Ohio, smashing two of the passenger cars of the latter
train. One of the cars was thrown into the rotunda at
the station, and another through a public room which
constitutes part of Sourbeck's Hotel, in which several
persons were sitting. Both the rotunda and sitting
room were torn down, killing eight persons and wounding
several others. Among the wounded are Charles
Coats, engineer, badly; M. A. Roth, though
fractured and otherwise badly hurt; W. C. Cleland,
conductor on Cleveland and Pittsburg train, slightly
injured; Fielding Cavanagh and lady, and Anna
Armour, of Columbia, Ia., badly hurt, and J. Painter,
of Stark county, Ohio, slightly. A list of the killed
was telegraphed yesterday. Most of the killed and
wounded were not on the cars, but sitting in the public room
when the accident occurred.
The train left Pittsburg at 3 P. M. yesterday,
and arrived at Alliance behind time. The passengers
had just got through supper, and the train had barely
started and got across the track at the junction when the
Cleveland train came dashing along, and before its headway
could be stopped a collision occurred. Sourbeck's
rotunda, into which the car went, presents the appearance of
a total wreck. It is said that the engineer of the
Cleveland and Pittsburg train has absconded.
The following despatch gives further particulars of the
accident, and is from Mr. Cass, the President of the
Pittsburg, Fort Wayne and Chicago road: -
PITTSBURG, Dec. 9, 1855.
None were killed on our train, and but three wounded,
and theses not severely. All the other killed and
wounded were on the platform at the station, in the house or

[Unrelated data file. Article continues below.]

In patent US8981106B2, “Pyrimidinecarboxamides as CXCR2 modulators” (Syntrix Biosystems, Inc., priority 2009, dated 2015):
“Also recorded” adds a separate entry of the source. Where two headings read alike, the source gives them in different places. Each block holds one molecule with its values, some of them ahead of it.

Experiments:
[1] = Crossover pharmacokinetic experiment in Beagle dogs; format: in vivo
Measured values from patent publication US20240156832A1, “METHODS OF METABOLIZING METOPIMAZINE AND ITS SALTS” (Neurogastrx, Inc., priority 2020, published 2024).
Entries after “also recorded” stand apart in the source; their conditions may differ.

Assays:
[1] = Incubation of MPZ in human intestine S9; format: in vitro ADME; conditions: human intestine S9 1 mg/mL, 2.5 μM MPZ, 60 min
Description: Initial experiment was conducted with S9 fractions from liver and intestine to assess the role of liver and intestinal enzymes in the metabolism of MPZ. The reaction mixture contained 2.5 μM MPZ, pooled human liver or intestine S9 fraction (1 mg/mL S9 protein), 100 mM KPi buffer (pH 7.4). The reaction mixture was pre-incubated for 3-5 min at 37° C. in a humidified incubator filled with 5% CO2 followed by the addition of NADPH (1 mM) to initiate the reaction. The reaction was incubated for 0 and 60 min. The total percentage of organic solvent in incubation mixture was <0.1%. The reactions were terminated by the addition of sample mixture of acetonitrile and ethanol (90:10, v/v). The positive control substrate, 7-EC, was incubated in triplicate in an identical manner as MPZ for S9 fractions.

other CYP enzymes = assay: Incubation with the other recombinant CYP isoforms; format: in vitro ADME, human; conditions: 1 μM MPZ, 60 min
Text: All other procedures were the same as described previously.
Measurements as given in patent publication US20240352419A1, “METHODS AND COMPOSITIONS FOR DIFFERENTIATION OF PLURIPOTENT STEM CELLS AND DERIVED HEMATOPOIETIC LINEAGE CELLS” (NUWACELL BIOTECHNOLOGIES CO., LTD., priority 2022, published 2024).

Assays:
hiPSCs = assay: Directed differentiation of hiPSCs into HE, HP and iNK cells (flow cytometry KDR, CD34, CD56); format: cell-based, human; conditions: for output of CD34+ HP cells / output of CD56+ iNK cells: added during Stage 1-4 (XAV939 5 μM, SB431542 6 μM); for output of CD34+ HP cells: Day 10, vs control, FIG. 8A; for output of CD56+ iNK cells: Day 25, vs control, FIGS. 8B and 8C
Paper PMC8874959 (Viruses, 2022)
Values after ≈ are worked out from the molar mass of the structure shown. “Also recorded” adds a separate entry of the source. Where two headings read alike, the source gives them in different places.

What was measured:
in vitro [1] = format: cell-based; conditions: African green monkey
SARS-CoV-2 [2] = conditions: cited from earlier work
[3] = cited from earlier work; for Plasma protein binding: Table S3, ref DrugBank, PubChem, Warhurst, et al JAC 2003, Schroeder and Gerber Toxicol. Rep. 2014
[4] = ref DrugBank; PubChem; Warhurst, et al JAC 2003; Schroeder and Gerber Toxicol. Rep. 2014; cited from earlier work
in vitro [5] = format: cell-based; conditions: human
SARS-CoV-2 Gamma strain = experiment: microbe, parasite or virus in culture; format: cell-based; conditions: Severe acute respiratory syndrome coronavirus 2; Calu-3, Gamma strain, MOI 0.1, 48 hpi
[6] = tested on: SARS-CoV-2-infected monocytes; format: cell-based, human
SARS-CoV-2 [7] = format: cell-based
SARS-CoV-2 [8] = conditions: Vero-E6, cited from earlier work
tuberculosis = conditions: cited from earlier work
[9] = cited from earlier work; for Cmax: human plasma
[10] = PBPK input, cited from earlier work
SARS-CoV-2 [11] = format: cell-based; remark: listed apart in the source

near the track. The Pittsburg train struck between the
two hindmost cars in such a manner as to throw the two cars
off the track, injuring three persons on the next to the
last car. The testimony here is, that the Cleveland
and Pittsburg train was running at a frightful speed, not
less than thirty miles per hour, and the visible evidence of
the wreck this morning fully confirms the statement.
The engineer of the Cleveland and Pittsburg train has not
been seen since.
PITTSBURG, Dec. 9 - 9 P.M.
The verdict of the Coroner's jury has not yet
transpired. Several witnesses were examined, who
testified that the Cleveland train ran into the town of
Alliance at a fearful rate of speed, at not less than
thirty-five miles per hour. The conductor of the Fort
Wayne train supposed that the Cleveland train would be
checked in time, according to the rules of the road, but it
seemed to increase in speed as it came forward, without
sounding the whilstle. When the collision occurred, it
caused a fearful wreck. None of those on the Fort
Wayne train were killed, but three were injured. All
the wounded are doing well. Mr. Brooks, of New
Jersey, who was killed, was to have been married to a lady
in Alliance, named Ware. The accident caused